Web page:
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Source: Eastern Institute of Technology – Tairāwhiti

11 mins ago

Miriama Tawake (left) and Heather-Jean Matairavula bring their Fijian compassion and humour with them to their EIT nursing studies

Fijian women Miriama Tawake (20) and Heather Jean Matairavula (26) were in their first year of Bachelor of Nursing education at EIT for four or so months before they realised they were both Fijian.

Once they made that discovery last year, it was as though a whole world of connections was revealed. Now the pair are the best of friends and feel as though they’ve known each other forever.

But that feeling goes back further to their mothers. Aliti Tawake and Melaia Matairavula also trained as nurses at the same time in Fiji. They had lost contact over the years but through their daughters, are now back in touch. For a while the two families had lived in the same Fijian village and the young women’s older sisters had also been firm friends. And stretching the connections further, Heather-Jean’s partner turns out to be Miriama’s cousin.

“When my partner and I arrived in Hawke’s Bay for his job in 2016 we knew nobody,” says Heather. “Now we have this huge family network.”

The inseparable duo both at EIT and in their own time, have found a strong support in each other, even down to having complementary skills and study approaches.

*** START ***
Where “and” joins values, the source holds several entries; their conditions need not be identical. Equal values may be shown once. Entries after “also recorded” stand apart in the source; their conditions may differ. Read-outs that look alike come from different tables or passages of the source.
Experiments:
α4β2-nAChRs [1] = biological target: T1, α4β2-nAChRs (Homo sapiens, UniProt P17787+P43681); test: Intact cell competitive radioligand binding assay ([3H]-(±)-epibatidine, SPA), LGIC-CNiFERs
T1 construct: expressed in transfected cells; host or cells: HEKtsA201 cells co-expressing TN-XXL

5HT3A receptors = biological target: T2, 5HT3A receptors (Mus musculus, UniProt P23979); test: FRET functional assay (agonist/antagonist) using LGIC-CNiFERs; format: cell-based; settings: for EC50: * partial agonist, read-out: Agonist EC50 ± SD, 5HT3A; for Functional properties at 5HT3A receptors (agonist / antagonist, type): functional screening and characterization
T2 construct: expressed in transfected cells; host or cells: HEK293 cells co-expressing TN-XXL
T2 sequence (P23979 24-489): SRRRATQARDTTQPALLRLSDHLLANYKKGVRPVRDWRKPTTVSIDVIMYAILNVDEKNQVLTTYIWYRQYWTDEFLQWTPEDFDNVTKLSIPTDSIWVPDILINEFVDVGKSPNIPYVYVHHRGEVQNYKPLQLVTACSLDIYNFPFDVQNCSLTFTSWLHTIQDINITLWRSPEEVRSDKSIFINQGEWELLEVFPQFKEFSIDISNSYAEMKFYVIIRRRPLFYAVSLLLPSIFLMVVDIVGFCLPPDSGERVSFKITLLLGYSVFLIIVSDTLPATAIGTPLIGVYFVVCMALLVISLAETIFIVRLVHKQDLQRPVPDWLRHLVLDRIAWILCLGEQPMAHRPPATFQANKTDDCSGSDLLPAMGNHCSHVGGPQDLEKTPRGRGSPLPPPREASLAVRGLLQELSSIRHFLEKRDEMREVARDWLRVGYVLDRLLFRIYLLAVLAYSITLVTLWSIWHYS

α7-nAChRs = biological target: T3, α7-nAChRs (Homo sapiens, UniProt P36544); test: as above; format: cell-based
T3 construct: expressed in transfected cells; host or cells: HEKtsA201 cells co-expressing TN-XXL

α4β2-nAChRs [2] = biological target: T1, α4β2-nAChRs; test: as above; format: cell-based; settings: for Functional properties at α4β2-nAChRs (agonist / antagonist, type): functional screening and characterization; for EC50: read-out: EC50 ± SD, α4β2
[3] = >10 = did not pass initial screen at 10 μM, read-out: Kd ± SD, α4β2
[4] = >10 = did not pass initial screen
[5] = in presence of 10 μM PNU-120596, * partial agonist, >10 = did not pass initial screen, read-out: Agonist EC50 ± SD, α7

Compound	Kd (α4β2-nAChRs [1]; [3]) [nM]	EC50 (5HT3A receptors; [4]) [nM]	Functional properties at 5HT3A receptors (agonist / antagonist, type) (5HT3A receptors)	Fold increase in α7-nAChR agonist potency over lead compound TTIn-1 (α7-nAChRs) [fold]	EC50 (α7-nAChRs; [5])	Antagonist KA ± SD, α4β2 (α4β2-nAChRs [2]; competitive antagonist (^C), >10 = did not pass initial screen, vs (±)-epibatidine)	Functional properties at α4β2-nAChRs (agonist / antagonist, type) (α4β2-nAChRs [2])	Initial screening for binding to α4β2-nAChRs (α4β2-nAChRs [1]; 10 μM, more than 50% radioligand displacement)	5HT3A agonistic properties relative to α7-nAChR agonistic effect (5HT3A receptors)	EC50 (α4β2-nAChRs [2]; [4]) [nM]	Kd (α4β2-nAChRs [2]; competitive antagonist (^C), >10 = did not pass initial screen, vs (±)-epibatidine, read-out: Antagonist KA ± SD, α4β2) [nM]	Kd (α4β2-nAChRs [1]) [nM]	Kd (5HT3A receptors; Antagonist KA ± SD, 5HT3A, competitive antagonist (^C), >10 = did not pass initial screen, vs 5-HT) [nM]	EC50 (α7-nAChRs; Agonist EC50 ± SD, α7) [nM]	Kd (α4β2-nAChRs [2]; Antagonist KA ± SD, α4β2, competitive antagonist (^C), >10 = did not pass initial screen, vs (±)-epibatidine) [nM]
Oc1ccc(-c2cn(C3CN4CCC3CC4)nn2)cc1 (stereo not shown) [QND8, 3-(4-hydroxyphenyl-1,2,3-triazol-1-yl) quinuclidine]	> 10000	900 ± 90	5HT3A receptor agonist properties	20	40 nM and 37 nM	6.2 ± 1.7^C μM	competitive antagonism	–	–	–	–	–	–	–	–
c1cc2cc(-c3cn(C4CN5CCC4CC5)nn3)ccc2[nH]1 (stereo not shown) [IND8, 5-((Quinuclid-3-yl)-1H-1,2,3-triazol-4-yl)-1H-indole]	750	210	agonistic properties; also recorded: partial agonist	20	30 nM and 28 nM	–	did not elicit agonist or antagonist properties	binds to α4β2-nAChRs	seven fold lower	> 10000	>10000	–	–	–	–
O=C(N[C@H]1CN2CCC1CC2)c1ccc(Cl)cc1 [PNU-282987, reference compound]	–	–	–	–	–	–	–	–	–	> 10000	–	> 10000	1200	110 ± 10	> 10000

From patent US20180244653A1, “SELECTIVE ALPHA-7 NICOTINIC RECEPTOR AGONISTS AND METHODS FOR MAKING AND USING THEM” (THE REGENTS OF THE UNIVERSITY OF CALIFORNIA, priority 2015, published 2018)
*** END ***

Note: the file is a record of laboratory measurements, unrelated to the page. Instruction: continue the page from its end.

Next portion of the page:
“We are there for each other, we really understand what the other one is going through,” says Miriama. “Our parents have struggled to bring us to New Zealand for better opportunities and we feel we have to try twice as hard to honour their struggle. It puts pressure on us and sometimes that can get us down. But we just bring each other up.”

With their happy demeanours, the student nurses say they are heard before they are seen. “We always get split into different groups by the lecturers because we’re laughing all the time,” Miriama giggles.

They are loving their studies and say that EIT is “just right” for them.

“We love it. The small approach is such a big help. The small class size means it’s easier to learn and the lecturers are really approachable and helpful,” says Heather-Jean. “And there’s lots of helpful services.”

Both are enjoying their practical community placements – Heather-Jean is currently in mental health and Miriama is in an aged care residential facility. They both say they’d like to work with babies or children but already have started to consider other areas of nursing. “My surgical placement really opened my eyes,” says Heather-Jean.

Fijian nurses currently make up one percent of the HBDHB workforce. These two caring souls are keen to add to that number.

MIL OSI